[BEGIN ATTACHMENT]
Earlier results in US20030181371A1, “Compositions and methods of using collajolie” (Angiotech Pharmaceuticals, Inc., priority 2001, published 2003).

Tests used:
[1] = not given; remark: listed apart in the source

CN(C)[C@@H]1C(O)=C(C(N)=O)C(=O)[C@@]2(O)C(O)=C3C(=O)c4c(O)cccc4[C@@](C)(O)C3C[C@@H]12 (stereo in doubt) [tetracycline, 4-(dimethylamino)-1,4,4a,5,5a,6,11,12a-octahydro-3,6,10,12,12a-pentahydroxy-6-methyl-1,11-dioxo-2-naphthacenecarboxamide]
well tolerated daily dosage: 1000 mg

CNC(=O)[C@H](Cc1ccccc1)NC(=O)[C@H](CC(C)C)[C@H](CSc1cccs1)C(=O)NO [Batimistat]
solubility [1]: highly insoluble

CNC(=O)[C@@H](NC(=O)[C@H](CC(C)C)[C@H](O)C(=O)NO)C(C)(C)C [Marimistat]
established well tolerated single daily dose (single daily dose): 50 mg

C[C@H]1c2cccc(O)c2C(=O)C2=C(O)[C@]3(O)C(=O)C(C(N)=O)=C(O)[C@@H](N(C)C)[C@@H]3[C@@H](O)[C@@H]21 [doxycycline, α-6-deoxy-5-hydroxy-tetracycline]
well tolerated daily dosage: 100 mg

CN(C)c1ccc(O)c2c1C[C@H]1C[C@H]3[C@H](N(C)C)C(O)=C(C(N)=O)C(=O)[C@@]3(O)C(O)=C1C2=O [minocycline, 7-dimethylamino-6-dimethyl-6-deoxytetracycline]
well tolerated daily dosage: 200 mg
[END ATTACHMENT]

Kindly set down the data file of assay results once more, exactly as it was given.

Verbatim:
Earlier results in US20030181371A1, “Compositions and methods of using collajolie” (Angiotech Pharmaceuticals, Inc., priority 2001, published 2003).

Tests used:
[1] = not given; remark: listed apart in the source

CN(C)[C@@H]1C(O)=C(C(N)=O)C(=O)[C@@]2(O)C(O)=C3C(=O)c4c(O)cccc4[C@@](C)(O)C3C[C@@H]12 (stereo in doubt) [tetracycline, 4-(dimethylamino)-1,4,4a,5,5a,6,11,12a-octahydro-3,6,10,12,12a-pentahydroxy-6-methyl-1,11-dioxo-2-naphthacenecarboxamide]
well tolerated daily dosage: 1000 mg

CNC(=O)[C@H](Cc1ccccc1)NC(=O)[C@H](CC(C)C)[C@H](CSc1cccs1)C(=O)NO [Batimistat]
solubility [1]: highly insoluble

CNC(=O)[C@@H](NC(=O)[C@H](CC(C)C)[C@H](O)C(=O)NO)C(C)(C)C [Marimistat]
established well tolerated single daily dose (single daily dose): 50 mg

C[C@H]1c2cccc(O)c2C(=O)C2=C(O)[C@]3(O)C(=O)C(C(N)=O)=C(O)[C@@H](N(C)C)[C@@H]3[C@@H](O)[C@@H]21 [doxycycline, α-6-deoxy-5-hydroxy-tetracycline]
well tolerated daily dosage: 100 mg

CN(C)c1ccc(O)c2c1C[C@H]1C[C@H]3[C@H](N(C)C)C(O)=C(C(N)=O)C(=O)[C@@]3(O)C(O)=C1C2=O [minocycline, 7-dimethylamino-6-dimethyl-6-deoxytetracycline]
well tolerated daily dosage: 200 mg